According to the 2011 census, India has 4,13,670 beggars, comprising 2,21,673
men and 1,91,997 females, with West Bengal having the greatest number of 81,244
beggars, of whom 33086 are male and 48158 are female. The current research paper
makes an effort to analyze the socioeconomic factors that led to the high number
of beggars, as well as the problems they encounter, the government assistance
they receive, and the recommendations made by the authors for raising their
socioeconomic standards of living in the state of West Bengal.
All Bengalis have to suffer directly or indirectly as a result of their
unsanitary practices. Women and children make up a large portion of the beggar
population and are subjected to various social and moral evils, and beggars are
associated with various other criminal activities, making them a constant source
of nuisance to people visiting the city's pilgrimage and shopping centers.
The primary objective of this research is to analyze the nature and severity of
the increase in beggary in West Bengal, to provide solutions, and to recommend
ways and means for a more suitable solution.
Begging is a widespread issue that is seen in both rural and urban parts of the
nation. Beggars can be seen at all public places in metropolitan areas,
including streets, stations, restaurants, banks, supermarkets, mosques, and
churches. Street beggars engage in immoral conduct, such as "stealing, violence,
and criminal which is highly detrimental to society.
A number of factors,
including "poverty, religion, physical disability, culture, national disaster,
civil war, bad habits (drug, alcohol, and gambling dependencies), family
heritage, uncontrolled rural-urban migration, and psychiatric disabilities and
disorders," contribute to the phenomenon of begging.
Begging is a social issue
that not only has psychological repercussions, such as the emergence of
dependence complexes in the families and networks of kin of the beggars, but
also has an impact on the socioeconomic and geographical makeup of metropolitan
regions. Beggars in India suffer as a result of an unbalanced socioeconomic structure.(Namwata, Baltazar & Mgabo, Maseke & Dimoso, Provident (2012)
India currently faces two of the most pressing issues: first, it must fulfil the
soaring food demand and other consumer goods, and second, it must eradicate the
widespread poverty brought on by the country's constantly growing population. As
a result, there is a persistently large and gaping shortage of food for the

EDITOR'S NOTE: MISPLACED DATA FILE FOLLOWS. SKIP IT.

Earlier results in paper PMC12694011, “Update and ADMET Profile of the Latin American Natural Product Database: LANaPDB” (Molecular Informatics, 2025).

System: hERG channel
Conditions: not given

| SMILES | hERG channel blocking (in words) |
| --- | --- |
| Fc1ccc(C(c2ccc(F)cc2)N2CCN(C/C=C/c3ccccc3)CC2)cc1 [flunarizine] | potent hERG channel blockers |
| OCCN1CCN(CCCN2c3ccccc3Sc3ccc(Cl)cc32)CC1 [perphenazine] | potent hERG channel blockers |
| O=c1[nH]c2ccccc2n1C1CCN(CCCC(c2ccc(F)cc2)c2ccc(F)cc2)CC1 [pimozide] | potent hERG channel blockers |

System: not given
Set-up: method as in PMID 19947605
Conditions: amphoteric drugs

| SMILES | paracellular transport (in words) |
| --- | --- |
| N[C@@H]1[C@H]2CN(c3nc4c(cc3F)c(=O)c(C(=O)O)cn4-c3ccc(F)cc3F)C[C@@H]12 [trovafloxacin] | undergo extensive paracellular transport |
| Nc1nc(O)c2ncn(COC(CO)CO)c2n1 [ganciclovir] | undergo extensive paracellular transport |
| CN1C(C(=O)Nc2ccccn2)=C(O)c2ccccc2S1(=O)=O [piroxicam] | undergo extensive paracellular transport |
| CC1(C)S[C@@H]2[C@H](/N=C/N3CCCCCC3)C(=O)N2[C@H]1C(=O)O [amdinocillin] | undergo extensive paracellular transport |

Indian people. A higher need for food, electricity, freshwater, land for human
settlements, better public infrastructure, and amenities for a minimum standard
of living are all results of the population's exponential increase.
In spite of India's rapid economic growth in recent years, poverty and begging
are still among the country's biggest issues. "According to Census 2011, India's
beggar population is 4.13 lakh; out of these, 81,244 are from Bengal, which
covers around 20% of total beggars in India." Women make up 48.04% of India's
overall population. However, according to the 2011 census, women make up 59.27%
of all beggars in the state of West Bengal, despite the fact that the proportion
of beggars has decreased from 61 per lakh people in 2001 to 30 per lakh citizens
The extreme conditions of poverty prevailing in India, coupled with a religious
and traditional sense of duty towards the helpless, have given rise to a large
number of beggars in all the towns, cities, pilgrimage, and tourist centres of
India, but Calcutta seems to have a disproportionately higher share of them.
There are many beggars in all of India's towns, cities, pilgrimage sites, and
tourist destinations because of the tremendous poverty that is prevalent there
and a religious and cultural feeling of obligation towards the defenseless, but
Calcutta appears to have a disproportionately greater amount of them. The
following may be some of the causes of this circumstance in West Bengal:
- The state has an unusual capacity to house all types of people,
especially those without a steady source of income or who do not pay taxes;
- There are three very significant railway terminal in the state that are
connected to nearly all of India's major cities and towns; and
- There are a number of pilgrimage sites in and around the state.
Beggary is a sign of social disorder, and individuals and organisations in India
have a widespread habit of providing alms to beggars in an effort to lessen
their handicap, helplessness, or social inadequacy. The majority of cases of
beggary are caused by the population's growing proportion of displaced workers